A Dictionary of the English Language
                        A Digital Edition of the 1755 Classic by Samuel Johnson
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View Scan · View Transcription · from page 2060

View Scan · View Transcription · from page 2060

Ti'ger. n.s. [tigre, Fr. tigris, Latin.] A fierce beast of the leonine kind.

When the blast of war blows in your ear,
Then imitate the action of the tiger:
Stiffen the sinews, summon up the blood.
Shakesp. H. V.

Approach thou like the rugged Russian bear,
The arm'd rhinoceros, or Hyrcanian tiger;
Take any shape but that, and my firm nerves
Shall never tremble.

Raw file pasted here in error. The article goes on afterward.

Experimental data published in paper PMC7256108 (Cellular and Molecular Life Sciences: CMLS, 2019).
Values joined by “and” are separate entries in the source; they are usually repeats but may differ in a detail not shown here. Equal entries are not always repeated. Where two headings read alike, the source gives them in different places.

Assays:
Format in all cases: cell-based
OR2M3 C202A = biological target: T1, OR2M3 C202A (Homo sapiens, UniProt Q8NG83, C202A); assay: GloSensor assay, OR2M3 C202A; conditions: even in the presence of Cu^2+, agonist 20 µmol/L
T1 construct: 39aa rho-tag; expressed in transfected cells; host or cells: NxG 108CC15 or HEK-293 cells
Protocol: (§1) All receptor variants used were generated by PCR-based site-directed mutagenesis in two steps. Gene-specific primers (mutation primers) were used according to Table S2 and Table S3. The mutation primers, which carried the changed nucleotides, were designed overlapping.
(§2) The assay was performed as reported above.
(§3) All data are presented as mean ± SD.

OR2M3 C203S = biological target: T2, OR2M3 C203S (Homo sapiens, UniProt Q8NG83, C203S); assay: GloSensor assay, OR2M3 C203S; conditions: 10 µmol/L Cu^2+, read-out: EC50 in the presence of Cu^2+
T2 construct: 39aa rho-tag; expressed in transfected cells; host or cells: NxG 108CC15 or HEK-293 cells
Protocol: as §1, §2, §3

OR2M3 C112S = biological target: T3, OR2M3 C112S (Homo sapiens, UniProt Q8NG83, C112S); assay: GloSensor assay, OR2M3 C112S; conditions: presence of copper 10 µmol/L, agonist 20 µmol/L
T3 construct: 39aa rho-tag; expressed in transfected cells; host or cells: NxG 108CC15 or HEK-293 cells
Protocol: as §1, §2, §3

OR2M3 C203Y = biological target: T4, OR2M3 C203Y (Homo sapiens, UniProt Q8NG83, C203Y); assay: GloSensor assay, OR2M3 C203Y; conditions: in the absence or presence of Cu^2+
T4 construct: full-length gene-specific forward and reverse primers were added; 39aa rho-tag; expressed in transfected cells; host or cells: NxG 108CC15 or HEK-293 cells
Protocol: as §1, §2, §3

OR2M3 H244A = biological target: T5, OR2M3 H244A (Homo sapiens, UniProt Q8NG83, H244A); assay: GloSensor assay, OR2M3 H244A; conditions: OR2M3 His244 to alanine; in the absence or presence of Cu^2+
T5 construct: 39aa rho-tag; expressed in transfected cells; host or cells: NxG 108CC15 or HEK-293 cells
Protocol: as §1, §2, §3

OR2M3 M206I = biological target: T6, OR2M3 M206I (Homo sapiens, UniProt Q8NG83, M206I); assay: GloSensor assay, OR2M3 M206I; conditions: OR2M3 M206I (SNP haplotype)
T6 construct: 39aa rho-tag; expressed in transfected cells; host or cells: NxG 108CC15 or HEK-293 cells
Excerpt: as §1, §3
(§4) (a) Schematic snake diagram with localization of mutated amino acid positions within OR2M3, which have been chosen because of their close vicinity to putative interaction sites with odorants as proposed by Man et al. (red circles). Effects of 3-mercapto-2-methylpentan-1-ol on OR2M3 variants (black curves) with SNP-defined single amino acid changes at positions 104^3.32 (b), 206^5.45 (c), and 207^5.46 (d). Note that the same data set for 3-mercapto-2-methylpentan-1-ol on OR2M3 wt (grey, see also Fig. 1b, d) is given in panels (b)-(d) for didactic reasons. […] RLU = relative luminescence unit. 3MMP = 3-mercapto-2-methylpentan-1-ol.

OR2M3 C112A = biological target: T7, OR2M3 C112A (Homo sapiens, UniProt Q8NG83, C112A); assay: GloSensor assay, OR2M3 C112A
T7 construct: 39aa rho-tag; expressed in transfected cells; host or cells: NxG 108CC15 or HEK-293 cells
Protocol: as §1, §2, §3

Shakesp. Macbeth.

This tiger-footed rage, when it shall find
The harm of unskain'd swiftness will, too late,
Tie leaden pounds to's heels.
Shakesp. Coriolanus.

Tigris, in the medals of Trajan, is drawn like an old man, and by his side a tiger. Peacham on Drawing.

                Has the steer,
At whose strong chest the deadly tiger hangs,
E'er plow'd for him.
Thomson's Spring.

Sources: Shakespeare's Coriolanus (80) · Shakespeare's Henry V (66) · Shakespeare's Macbeth (136) · Peacham, Henry (53) · Thomson, James (73)

Attributes: French (385) · Latin (690) · Noun Substantive (1269)

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Cite this page: Johnson, Samuel. "Tiger." A Dictionary of the English Language: A Digital Edition of the 1755 Classic by Samuel Johnson. Edited by Brandi Besalke. Last modified: December 23, 2013. https://johnsonsdictionaryonline.com/tiger/.

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